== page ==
I learned today that The Bookworm, my local, independent bookstore is going out of business. A year ago, Barnes and Noble moved into the neighborhood, and as expected, our indie didn’t last long.
While I’m sad to see the bookshop go, the store didn’t even have its own website and almost never hosted authors or any other meaningful events. The store owners discouraged the browsing of magazines and refused to allow food or drink into the store, even though it is located in a town center full of coffee shops, ice cream shops, sandwich places, and restaurants.
Were they even trying to compete?
A few weeks ago I wrote a post about my ideas for saving independent bookstores, and while many thanked me for taking the time to share my thoughts, I was also greeted with a small but surprisingly vehement display of negativity regarding my post, which has admittedly slowed down the writing of Part 2.
I hate to admit it, but despite the many positive responses from readers, my enthusiasm waned in the light of such harsh criticism.
I didn’t expect everyone to love my ideas, but I didn’t expect to be attacked for them either. In retrospect, linking to Amazon within the actual post wasn’t wise and I regret that mistake, but upon reflection, I have come to reject the notion that all the links on my blog should direct readers to indiebound.org, as some suggested. Professing my love for the independent bookstore does not preclude me from also appreciating retail outlets like Amazon, Barnes and Nobles, Borders Books for the work that they also do to sell my book.
It’s possible to appreciate and adore the independent bookseller while also appreciating Borders Books for making SOMETHING MISSING a Book Club Pick of the Month back in October. Or Amazon, for creating an online ecosystem that makes it easy for for readers, regardless of where they live, to purchase my book with ease.
After all, Indiebound did not exist until long after Amazon appeared on the scene. I have the one to thank for the other. And on my actual website, links to Amazon and Indiebound have appeared side by side since its creation.
And frankly, doubting my love for the independent bookstore is just silly. Why would I say that I love these stores unless I actually did? Why would I take the time to share my ideas on preserving the existence of these stores if I didn’t care? Why would I schedule more than half of my appearances in independent bookstores if I did not want to support their continued existence? Why would I shop in them so frequently?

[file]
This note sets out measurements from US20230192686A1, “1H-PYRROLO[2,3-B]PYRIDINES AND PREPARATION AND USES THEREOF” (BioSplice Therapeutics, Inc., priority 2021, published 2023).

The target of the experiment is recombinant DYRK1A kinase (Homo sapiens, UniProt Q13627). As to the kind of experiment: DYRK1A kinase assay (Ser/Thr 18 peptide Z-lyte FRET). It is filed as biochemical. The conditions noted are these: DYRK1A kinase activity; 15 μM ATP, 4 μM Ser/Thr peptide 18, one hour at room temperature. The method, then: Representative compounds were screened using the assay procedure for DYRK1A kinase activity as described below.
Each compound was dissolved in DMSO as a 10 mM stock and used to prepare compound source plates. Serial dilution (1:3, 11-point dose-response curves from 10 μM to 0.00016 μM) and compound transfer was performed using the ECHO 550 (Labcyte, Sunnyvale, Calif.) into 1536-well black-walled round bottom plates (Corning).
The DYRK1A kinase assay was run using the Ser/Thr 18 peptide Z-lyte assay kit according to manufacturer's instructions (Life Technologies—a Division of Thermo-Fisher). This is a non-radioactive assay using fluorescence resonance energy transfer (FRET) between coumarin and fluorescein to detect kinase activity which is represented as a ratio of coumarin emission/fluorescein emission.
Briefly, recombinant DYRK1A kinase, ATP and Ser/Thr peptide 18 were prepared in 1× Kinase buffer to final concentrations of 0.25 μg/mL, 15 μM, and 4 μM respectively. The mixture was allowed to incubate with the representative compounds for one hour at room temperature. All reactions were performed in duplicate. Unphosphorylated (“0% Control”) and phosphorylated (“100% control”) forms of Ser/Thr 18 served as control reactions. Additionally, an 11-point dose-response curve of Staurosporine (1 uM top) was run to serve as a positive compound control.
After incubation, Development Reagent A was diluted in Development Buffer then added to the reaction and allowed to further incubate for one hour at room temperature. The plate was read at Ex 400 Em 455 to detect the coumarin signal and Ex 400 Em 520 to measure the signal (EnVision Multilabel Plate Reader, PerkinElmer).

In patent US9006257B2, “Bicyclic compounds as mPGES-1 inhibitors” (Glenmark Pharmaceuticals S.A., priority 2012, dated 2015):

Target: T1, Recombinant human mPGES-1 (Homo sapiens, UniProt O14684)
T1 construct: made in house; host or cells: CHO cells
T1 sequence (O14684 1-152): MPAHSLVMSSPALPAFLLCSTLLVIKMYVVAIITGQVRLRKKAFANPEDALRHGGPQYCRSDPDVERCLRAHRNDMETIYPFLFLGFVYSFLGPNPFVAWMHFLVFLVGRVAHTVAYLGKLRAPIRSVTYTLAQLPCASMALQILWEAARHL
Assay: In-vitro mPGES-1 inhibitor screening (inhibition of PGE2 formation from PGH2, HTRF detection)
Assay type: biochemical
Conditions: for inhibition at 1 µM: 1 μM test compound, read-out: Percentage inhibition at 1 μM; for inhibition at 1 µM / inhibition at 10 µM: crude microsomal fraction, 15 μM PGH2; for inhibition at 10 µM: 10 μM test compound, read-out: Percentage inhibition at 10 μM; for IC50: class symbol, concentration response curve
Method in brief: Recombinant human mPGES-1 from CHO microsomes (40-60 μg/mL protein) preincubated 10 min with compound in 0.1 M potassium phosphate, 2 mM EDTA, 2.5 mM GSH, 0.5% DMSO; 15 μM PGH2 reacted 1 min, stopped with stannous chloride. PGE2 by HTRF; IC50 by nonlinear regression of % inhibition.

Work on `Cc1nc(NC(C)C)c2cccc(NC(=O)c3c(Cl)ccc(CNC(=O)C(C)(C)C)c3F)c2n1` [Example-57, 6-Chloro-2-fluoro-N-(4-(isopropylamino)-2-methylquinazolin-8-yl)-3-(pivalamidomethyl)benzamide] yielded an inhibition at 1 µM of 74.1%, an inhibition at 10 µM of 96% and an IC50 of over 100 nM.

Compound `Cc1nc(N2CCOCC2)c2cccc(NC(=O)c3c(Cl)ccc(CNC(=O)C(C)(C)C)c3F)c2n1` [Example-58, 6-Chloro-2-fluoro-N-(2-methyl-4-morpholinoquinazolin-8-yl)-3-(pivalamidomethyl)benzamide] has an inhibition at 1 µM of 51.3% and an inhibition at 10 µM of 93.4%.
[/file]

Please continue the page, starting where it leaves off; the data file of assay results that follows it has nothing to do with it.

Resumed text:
Nevertheless, the criticism tempered the enthusiasm that I felt for sharing my ideas, and so I have laid low, licking my wounds and avoiding the topic.
Then I came upon blogger Josh Christie and his interesting post on the same subject. Josh proposes ideas to assist bookstore owners that seem to echo my own in many cases. One section of his post that rung especially true to me was this:
There are stores that simply want to be book providers, and these stores are going to die. There are stores that want to sell books, and these stores are going to thrive.
For whatever reason, there are stores that think simply being there and having books on the shelf is enough. Benefiting by a location or simply longevity in a community, there is a business plan that seems to say “let’s just put books on the shelf, and our work is done.” Customer service? Nah, people just want to find a good book on their own. Handselling and making recommendations? Nope, a customer can find the right book because it is on a shelf in the store. Blogging, making videos, using social media? Too complicated, too time consuming, not enough PROOF of the efficacy.Selling books online? Amazon does it cheap, so let’s not even try to compete - we’ve already lost. Looking at a way to sell e-books? We’ll shut down before even trying something like that, those aren’t even books!
These might look like reasons to you, but they look like excuses to me.
To quote the great Roast Beef Kazenzakis(’ shirt), what the hell, people?
Apparently, I was not as alone with my ideas as I had been made to think.
So now I’m feeling a little foolish. The sharp tongues of a couple readers caused me to take more than a few steps back. This is unusual for me. Rarely have I ever backed down from a fight. Even less often have I shunned confrontation. And despite the initial support I received for my ideas, I think that the unexpected criticism caused me to wonder if I had dipped my toes into a pond where I did not belong.
What does an author know about selling books?
But I stand by my initial post and have decided that I will share more of my ideas in the near future. Regardless of my position as an author and my lack of recent experience working in book shops, I am also a small business owner, a former bookseller, a former marketing strategist, a tech-savvy individual, an effective user of social networking and a lover of the independent bookstore. I have ideas on how these stores can improve sales, and whether or not the ideas are good, I intend on sharing them.
Regardless of what anyone may say or think.